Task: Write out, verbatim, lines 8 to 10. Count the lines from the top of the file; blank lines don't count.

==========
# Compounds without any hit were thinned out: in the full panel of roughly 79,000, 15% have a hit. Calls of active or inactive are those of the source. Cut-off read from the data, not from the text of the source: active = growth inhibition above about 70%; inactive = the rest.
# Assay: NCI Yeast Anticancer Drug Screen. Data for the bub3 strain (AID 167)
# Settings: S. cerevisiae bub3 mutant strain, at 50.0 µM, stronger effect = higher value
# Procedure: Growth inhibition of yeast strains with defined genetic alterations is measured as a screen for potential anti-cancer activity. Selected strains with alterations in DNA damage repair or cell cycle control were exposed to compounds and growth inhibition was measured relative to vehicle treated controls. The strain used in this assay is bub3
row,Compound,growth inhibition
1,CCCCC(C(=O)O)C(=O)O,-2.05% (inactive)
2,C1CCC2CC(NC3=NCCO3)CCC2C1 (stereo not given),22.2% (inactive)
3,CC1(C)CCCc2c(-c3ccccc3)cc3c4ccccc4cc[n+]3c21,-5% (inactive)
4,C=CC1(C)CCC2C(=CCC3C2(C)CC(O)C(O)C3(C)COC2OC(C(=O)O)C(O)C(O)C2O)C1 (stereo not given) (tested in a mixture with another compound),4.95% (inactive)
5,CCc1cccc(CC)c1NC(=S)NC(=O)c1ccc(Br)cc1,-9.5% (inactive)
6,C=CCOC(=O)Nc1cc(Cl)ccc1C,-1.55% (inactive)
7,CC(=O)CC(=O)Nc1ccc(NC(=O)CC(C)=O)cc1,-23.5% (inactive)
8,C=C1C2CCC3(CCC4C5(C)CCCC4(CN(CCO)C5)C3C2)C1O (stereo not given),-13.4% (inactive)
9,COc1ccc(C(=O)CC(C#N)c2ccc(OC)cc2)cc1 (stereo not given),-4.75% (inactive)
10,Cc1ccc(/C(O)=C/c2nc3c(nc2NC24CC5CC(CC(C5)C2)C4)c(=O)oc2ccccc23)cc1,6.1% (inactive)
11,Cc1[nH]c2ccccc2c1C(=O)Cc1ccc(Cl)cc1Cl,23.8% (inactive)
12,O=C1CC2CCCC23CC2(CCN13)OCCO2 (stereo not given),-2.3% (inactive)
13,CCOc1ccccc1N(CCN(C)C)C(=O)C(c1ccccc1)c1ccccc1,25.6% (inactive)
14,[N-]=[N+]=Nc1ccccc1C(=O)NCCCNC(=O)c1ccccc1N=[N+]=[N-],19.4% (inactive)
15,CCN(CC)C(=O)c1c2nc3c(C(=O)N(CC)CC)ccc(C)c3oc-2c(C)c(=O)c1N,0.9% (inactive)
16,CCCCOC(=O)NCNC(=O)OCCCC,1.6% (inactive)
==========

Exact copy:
3,CC1(C)CCCc2c(-c3ccccc3)cc3c4ccccc4cc[n+]3c21,-5% (inactive)
4,C=CC1(C)CCC2C(=CCC3C2(C)CC(O)C(O)C3(C)COC2OC(C(=O)O)C(O)C(O)C2O)C1 (stereo not given) (tested in a mixture with another compound),4.95% (inactive)
5,CCc1cccc(CC)c1NC(=S)NC(=O)c1ccc(Br)cc1,-9.5% (inactive)